Numerous natural cleaning solution recipes call for the use of essential oils. What exactly are essential oils? You may ask. This document answers that question and explores some specific oils.
An oil is a hydrophobic liquid. “Hydro” relates to water. “Phobic” means a fear or dislike of. Thus, oils do not dissolve in water – as is illustrated by the common expression “oil and water do not mix.” The “essential” part of “essential oils” mean that they are derived directly from the plant and carry the scent of the plant.
Many essential oils are extracted from plants by distillation, in a process not unlike how crude oil is separated into its various parts (or how alcohol is made: the prohibition-era “still” was short for “distill”). Plant materials are heated, usually with steam. As the steam contacts the plant materials, it heats them so much that the oil in the plants turn into vapor and rise. This steam and gaseous oil mixture is then channeled through coils, where it cools cannabis oil. As the oil vapor cools, it returns to its liquid state and gets collected. This is the essential oil. A minuscule amount of the oil remains in the steam; when the steam liquefies, the result is water that has tiny oil droplets suspended in it. This liquid is called an “herbal distillate,” a hydrosol, or a plant water essence. Rose water and orange blossom water are 2 common herbal distillates that are commercially available.
Oil of thyme, once extracted, if further processed to derive a chemical compound called Thymol. Because of its antiseptic properties, it is used as an ingredient in some disinfectants, such as those made by Seventh Generation. Thymol was used by some Native American tribes to treat skin infections; it was also used by the Ancient Egyptians to preserve mummies.
Tea tree oil is another essential oil with antiseptic properties. In a 2004 study conducted by Matthew Dryden and others at the Royal Hampshire County Hospital [ J Hosp Infect. 2004 Apr; 56(4):283-6.], tea tree oil was as effective as some traditional drug therapies in treating MRSA (Methicillin-resistant Staphylococcus aureus) infections. The oil also treats dandruff and head lice. Caution: If you choose to add tea tree oil to homemade cleaners, you must take care not to ingest it, because it is toxic.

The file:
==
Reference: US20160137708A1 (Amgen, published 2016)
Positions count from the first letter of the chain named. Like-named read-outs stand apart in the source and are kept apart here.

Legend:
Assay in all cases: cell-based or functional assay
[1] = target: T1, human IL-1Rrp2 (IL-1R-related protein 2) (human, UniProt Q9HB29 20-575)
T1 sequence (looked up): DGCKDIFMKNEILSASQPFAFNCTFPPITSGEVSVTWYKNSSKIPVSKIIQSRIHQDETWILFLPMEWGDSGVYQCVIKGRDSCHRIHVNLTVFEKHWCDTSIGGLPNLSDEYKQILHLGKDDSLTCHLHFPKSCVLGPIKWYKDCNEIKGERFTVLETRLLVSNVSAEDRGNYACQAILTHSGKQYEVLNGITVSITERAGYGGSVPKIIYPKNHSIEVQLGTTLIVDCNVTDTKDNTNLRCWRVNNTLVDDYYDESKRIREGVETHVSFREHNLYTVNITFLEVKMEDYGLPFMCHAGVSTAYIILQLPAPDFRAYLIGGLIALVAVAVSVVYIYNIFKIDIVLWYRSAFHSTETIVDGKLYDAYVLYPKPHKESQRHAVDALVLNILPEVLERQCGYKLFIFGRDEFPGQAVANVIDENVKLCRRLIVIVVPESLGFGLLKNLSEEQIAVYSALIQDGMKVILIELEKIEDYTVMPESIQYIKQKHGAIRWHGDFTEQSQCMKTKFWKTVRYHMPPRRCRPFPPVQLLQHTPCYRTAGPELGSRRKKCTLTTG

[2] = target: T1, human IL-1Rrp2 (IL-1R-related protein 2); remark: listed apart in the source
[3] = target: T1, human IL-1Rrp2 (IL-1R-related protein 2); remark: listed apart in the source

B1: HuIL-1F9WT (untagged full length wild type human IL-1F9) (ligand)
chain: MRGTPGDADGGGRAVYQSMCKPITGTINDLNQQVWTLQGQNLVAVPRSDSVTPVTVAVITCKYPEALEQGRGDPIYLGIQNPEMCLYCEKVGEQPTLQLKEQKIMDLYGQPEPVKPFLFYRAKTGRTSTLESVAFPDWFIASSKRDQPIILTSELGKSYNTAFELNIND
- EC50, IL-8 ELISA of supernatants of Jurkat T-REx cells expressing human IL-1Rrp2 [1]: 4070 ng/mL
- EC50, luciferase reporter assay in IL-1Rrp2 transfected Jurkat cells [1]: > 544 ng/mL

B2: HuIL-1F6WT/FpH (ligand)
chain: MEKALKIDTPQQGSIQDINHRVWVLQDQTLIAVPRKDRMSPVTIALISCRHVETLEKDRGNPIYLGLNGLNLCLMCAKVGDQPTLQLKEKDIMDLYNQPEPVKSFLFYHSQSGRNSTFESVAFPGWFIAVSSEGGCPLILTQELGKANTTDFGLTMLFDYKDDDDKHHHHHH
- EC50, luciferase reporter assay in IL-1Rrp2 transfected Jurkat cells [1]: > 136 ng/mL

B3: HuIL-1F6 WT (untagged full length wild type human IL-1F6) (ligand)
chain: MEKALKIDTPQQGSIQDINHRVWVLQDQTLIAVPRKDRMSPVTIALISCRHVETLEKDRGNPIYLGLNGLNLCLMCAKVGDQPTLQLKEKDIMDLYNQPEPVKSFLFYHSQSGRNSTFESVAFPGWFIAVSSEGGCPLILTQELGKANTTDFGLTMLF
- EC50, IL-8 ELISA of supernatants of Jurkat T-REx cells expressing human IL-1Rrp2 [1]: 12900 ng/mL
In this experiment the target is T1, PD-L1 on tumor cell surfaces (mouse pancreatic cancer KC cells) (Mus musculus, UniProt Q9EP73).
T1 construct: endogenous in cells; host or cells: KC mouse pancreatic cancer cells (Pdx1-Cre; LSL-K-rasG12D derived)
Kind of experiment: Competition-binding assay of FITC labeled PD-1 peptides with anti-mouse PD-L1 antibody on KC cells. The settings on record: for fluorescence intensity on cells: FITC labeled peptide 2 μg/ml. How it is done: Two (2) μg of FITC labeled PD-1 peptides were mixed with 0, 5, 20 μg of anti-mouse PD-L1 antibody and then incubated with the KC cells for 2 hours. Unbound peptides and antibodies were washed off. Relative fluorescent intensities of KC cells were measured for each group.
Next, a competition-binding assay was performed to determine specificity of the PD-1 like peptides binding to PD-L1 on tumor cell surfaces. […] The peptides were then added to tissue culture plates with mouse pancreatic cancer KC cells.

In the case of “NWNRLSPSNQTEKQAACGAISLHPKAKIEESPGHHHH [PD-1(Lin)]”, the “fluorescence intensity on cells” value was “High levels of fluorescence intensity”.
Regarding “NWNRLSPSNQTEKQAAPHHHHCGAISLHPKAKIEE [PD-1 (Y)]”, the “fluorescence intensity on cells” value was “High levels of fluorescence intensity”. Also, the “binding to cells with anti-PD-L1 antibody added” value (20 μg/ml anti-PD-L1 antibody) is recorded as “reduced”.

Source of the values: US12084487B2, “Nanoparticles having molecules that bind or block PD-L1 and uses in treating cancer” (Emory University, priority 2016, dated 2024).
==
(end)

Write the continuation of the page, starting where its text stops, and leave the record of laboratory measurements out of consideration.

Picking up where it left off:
Pine oil is also used as a disinfectant. It can be found in many commonly available cleaning products.
Lavender and lemon oils are also used in natural cleaning solutions because of their disinfectant properties.
It is paradoxical that essential oils are newly being “discovered” for their uses in cleaning products. Though the term “essential oil” may not come up in everyday conversation, almost everyone living in a developed country makes use of them on a daily basis:
Perfumes are mixtures of essential oils.
Cannabis flower oil is used to flavor candy and beverages.
Caraway oil is used to flavor toothpaste and mouthwash.
Star anise oil is used in the manufacturing of the influenza drug, Tamiflu.
Spearmint oil is used in mouthwash and gum.
Parsley oil is used in soaps and detergents
In summary, we have discussed what an essential oil is, and how it is derived. We have identified several that can be used in cleaning products. We have also identified instances where essential oils are routinely encountered in daily life.
Finally, this article must conclude with a note of caution: Essential oils are highly concentrated, and you should investigate them thoroughly prior to using them in your cleaning regimen.
Some essential oils are toxic. Some are skin irritants. In all cases, keep essential oils away from children and pregnant women until you have discussed their use with your doctor.